In this thesis we aim to answer a number of key questions related to unmodelled gravitational-wave (GW) transients, namely: (1) how can we detect an unmodelled GW transient (‘burst’); (2) how well can we reconstruct GW burst parameters; (3) how can we infer the structure of an unmodelled GW source based on the observed signal. Chapter 1 introduces GW astronomy: how gravitational waves are produced, what are the main categories of GW sources, and how GW detectors work. We end the chapter with a summary of the Advanced LIGO (Laser Interferometer Gravitational-wave Observatory) and Virgo observing runs. In Chapter 2 we describe the most promising sources of unmodelled GW transients such as gamma-ray bursts (GRBs), supernovae (SNe), isolated neutron stars and fast radio bursts (FRBs). We focus on the short GRB–compact binary coalescence (CBC) and long GRB–supernova progenitor models. In the following chapter (Ch. 3) we present X-Pipeline, a coherent search pipeline for GW bursts. We define a theoretical framework necessary to perform a coherent analysis with X-Pipeline, and describe how X-Pipeline can be used for searches for GWs associated with GRBs. In the second part of the chapter we report results of such analyses for the LIGO–Virgo Observing runs 2 and 3a. Chapter 4 presents a study that answers the question no. 2, i.e. how well can we reconstruct GW burst parameters, especially the waveform h(t). We perform an injection study with BayesWave, a Bayesian parameter estimation algorithm, using binary black hole (BBH) signals in LIGO–Virgo data. We assess BayesWave performance against the first-principle estimates in three key areas: sky localisation accuracy, signal/noise discrimination, and waveform reconstruction accuracy. Finally, Chapter 5 introduces a novel technique to reconstruct a source mass density perturbation from the GW signal h(t). We start by deriving the algorithm and testing it with multiple sample sources. We describe in more detail why the algorithm is unable to reconstruct the radial evolution of a BBH merger, and provide a Bayesian framework that could solve this issue by including additional constraints. We end the chapter by discussing the method’s limitations, possible solutions and future development work.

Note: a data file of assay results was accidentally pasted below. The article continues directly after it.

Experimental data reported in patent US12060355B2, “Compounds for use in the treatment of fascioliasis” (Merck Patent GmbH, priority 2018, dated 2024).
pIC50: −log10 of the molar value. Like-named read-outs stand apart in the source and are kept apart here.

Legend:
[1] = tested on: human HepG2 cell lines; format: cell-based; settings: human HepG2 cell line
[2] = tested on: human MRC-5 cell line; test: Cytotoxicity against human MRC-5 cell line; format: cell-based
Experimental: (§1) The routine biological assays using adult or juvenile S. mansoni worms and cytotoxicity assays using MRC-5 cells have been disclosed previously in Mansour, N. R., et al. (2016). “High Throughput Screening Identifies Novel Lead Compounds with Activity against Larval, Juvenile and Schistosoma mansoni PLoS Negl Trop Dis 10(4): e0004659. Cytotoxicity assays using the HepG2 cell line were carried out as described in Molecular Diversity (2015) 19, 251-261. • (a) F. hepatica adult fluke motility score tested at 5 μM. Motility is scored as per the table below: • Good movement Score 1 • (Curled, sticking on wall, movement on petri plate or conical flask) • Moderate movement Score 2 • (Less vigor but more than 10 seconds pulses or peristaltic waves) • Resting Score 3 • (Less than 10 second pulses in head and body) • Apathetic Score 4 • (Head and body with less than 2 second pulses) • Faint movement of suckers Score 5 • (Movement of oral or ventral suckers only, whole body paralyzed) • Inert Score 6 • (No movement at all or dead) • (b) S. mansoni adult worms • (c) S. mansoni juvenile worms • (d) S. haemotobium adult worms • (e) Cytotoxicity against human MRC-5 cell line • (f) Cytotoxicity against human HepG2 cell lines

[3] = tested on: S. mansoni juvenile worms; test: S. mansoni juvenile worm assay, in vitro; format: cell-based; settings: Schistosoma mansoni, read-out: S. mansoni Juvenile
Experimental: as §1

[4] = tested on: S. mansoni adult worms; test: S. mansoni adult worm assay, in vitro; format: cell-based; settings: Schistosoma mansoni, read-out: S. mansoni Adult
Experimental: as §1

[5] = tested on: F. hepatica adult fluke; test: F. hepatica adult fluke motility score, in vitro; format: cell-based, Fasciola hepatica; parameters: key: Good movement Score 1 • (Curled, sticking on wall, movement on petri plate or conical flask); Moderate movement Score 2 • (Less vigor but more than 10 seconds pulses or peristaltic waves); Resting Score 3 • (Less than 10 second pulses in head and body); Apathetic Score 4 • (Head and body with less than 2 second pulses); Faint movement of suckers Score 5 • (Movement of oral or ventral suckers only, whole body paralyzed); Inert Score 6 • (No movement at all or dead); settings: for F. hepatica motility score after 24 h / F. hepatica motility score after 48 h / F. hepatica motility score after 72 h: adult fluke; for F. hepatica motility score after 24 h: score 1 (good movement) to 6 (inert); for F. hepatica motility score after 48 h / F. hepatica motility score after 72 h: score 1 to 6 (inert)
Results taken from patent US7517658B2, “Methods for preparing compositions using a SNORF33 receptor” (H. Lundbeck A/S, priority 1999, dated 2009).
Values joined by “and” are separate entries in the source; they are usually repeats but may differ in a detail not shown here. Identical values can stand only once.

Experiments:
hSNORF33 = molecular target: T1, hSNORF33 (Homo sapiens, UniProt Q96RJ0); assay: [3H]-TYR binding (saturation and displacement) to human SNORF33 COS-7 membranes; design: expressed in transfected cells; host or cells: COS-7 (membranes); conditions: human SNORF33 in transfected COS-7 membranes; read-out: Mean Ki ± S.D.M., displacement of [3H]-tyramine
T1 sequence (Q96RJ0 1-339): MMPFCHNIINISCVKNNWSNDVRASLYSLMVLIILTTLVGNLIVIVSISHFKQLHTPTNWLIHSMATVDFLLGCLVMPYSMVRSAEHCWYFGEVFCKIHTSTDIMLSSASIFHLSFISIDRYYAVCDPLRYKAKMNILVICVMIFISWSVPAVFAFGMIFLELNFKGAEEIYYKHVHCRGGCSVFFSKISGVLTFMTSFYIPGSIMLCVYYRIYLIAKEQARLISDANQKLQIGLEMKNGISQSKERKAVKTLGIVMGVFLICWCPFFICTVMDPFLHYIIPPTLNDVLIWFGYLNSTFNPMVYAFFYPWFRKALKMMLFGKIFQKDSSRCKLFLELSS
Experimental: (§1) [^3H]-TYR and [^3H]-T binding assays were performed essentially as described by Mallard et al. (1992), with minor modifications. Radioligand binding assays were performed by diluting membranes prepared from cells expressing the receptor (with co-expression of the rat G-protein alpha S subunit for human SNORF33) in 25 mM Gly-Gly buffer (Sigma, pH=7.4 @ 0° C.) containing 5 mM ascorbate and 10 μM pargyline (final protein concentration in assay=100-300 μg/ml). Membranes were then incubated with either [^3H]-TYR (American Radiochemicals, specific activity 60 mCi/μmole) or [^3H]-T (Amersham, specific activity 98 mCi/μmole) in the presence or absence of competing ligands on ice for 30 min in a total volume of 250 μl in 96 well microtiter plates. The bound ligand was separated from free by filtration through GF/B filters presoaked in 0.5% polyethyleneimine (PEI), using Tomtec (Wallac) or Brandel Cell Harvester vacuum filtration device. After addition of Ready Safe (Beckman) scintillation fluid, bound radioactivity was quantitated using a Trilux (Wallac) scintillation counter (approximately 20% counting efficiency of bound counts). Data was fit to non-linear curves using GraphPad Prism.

|Date of Award||1 Nov 2020|
|Supervisor||Patrick J. Sutton (Supervisor)|